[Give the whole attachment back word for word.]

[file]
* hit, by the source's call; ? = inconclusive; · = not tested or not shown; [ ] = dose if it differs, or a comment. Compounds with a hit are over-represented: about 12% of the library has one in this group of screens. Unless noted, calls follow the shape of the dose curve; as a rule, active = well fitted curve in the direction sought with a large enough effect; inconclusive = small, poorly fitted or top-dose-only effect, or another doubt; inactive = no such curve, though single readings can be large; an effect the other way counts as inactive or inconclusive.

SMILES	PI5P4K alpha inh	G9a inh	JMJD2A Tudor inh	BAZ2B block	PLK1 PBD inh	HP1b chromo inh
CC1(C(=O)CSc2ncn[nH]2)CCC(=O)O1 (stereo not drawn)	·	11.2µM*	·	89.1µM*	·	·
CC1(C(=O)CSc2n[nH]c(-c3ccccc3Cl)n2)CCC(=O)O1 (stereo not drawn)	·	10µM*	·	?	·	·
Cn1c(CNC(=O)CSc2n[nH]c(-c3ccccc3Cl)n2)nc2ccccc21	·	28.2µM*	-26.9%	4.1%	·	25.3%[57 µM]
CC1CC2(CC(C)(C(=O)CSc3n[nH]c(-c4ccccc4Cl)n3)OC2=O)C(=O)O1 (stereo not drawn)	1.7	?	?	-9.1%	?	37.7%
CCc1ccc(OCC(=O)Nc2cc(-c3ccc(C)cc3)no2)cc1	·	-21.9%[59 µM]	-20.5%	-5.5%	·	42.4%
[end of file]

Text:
* hit, by the source's call; ? = inconclusive; · = not tested or not shown; [ ] = dose if it differs, or a comment. Compounds with a hit are over-represented: about 12% of the library has one in this group of screens. Unless noted, calls follow the shape of the dose curve; as a rule, active = well fitted curve in the direction sought with a large enough effect; inconclusive = small, poorly fitted or top-dose-only effect, or another doubt; inactive = no such curve, though single readings can be large; an effect the other way counts as inactive or inconclusive.

SMILES	PI5P4K alpha inh	G9a inh	JMJD2A Tudor inh	BAZ2B block	PLK1 PBD inh	HP1b chromo inh
CC1(C(=O)CSc2ncn[nH]2)CCC(=O)O1 (stereo not drawn)	·	11.2µM*	·	89.1µM*	·	·
CC1(C(=O)CSc2n[nH]c(-c3ccccc3Cl)n2)CCC(=O)O1 (stereo not drawn)	·	10µM*	·	?	·	·
Cn1c(CNC(=O)CSc2n[nH]c(-c3ccccc3Cl)n2)nc2ccccc21	·	28.2µM*	-26.9%	4.1%	·	25.3%[57 µM]
CC1CC2(CC(C)(C(=O)CSc3n[nH]c(-c4ccccc4Cl)n3)OC2=O)C(=O)O1 (stereo not drawn)	1.7	?	?	-9.1%	?	37.7%
CCc1ccc(OCC(=O)Nc2cc(-c3ccc(C)cc3)no2)cc1	·	-21.9%[59 µM]	-20.5%	-5.5%	·	42.4%